The 28th edition of Filmfest Hamburg opened on Thursday evening with the premiere of Oskar Roehler’s tribute to New German Cinema’s iconic director Rainer Werner Fassbinder, Enfant Terrible,. It closes on October 3 with this year’s Golden Lion winner Nomadland by Chloé Zhao.
Festival director Albert Wiederspiel, who is celebrating his 17th year in the role, explains how he hopes the festival will help to bring audiences back to cinemas, how the event has adapted to the city’s social distancing guidelines and the launch of Streamfest Hamburg.
This year’s edition been organised under the motto ‘The Show Must Go On. How are you achieving that within social distancing guidelines?
That’s one of the mottos along with ‘Grit Your Teeth and Go For It’ and ‘At Last Back in the Cinemas’. We had already decided with the city authorities back in May that we wanted the Filmfest to take place against all odds. We see our role this year as helping to bring people back into the cinemas because filmgoers have been rather hesitant about taking that step. We realised, however, that the available seating in the cinemas would be restricted, and so planned from the outset for a hybrid edition with 49 of the films also being streamed within Germany as Streamfest Hamburg. Yet there won’t be an unlimited number of streaming tickets being sold. The Abaton cinema, for example, has 260 seats, and we are only allowed to sell 90 [for the film’s physical screening]. The other 170 tickets are then available for streaming.
Will there also be a hybrid solution for the programme of industry events?
We have moved these talks to the Cinemaxx 3 cinema because we can then accommodate up to 90 people. I am really curious to see how things works out. On the one hand, the industry is really hungry to meet up with other people again, but there are some who still have concerns, so we will have the alternative of being able to follow them online.
Did you pick up any practical tips from other festivals over the past months about how to stage this year’s Filmfest?
We’ve done things our own way. At the same time, we all have a longing to return to a normal festival year where one can travel, meet people and discover films. As [Filmfest head of programming] Kathrin Kohlstedde said, it was very lonely taking part in the Cannes virtual market because you sat at home and didn’t have anyone you could talk with after the film was finished. In short, there wasn’t any exchange.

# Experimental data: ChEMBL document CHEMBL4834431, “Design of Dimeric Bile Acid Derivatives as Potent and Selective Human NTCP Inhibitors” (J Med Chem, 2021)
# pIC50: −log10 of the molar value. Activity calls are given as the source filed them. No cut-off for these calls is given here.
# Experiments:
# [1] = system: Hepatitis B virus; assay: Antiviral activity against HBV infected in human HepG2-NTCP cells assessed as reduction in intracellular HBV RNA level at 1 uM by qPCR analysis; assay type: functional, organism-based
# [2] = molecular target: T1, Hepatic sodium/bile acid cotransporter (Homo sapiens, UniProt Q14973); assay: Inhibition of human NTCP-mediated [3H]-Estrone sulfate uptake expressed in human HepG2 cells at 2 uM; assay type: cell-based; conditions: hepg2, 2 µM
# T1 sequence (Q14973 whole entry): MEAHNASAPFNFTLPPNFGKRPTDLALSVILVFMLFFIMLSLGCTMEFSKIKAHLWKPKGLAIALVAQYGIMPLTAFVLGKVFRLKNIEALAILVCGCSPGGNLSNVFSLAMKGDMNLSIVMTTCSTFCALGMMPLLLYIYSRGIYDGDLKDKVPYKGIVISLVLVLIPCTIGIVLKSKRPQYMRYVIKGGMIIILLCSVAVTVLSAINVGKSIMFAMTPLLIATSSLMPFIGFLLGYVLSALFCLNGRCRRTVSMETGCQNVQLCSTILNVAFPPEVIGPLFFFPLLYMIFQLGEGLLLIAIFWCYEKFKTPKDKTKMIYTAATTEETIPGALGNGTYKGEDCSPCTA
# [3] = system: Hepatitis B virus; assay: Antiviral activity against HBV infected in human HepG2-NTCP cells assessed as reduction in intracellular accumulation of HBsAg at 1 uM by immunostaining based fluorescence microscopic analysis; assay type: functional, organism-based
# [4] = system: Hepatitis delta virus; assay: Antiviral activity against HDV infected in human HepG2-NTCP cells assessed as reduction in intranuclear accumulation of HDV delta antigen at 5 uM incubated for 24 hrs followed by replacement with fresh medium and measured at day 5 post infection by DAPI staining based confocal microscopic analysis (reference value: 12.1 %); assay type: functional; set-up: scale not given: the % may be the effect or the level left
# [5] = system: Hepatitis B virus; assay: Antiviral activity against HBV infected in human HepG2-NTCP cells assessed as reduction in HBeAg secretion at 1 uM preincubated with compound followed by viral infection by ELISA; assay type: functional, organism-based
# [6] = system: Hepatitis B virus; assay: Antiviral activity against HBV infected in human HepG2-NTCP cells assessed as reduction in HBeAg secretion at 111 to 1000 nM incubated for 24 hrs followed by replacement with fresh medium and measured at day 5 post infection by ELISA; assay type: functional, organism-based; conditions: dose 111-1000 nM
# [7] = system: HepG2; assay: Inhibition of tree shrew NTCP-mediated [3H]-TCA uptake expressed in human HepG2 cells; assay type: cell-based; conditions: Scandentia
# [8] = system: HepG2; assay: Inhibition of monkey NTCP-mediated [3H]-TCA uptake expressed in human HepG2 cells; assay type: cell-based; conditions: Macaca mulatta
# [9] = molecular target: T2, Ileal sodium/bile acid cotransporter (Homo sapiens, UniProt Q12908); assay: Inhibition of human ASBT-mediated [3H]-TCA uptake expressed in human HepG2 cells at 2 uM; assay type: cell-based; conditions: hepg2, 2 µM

How did you select films without being able to visit festivals since the Berlinale?
We decided very early on to reduce the number of films we would show by half, from the usual 140 to around 70 and, as an exception for this year, to programme films from this year’s Berlinale and also not insist on German premieres.
What are your personal highlights from this year’s selection?
We have 20 debuts in the programme because I think it should be one of the core goals of a film festival to introduce new talents to our audiences. They include first works by such prominent names as [German actors] Moritz Bleibtreu [Cortex] and Bjarne Mädel [Sorensen’s Fear], alongside Fanny Liatard and Jeremy Trouilh Cannes Label debut Gagarine, and Suzanne Lindon’s Spring Blossom from France.
In addition, we are continuing the ‘Contemporary Cinema in Focus’ sidebar, which we launched last year [by focusing on] Lav Diaz and Céline Sciamma. This year, we have North and South America represented with Chile’s Pablo Larrain and Kelly Reichardt. They are important filmmakers in contemporary cinema, but are not yet that well known in Germany. We want to remedy that by showing their latest films —Ema and First Cow respectively — as well as a selection of past works, and we will also have one-hour recorded conversations with them available to watch online.
Are you expecting many filmmakers to come to Hamburg to present their films in person?
The current situation has meant that we have only been able to invite the European filmmakers and, for the others, we have recorded interviews with the directors in advance to show in the cinemas and online.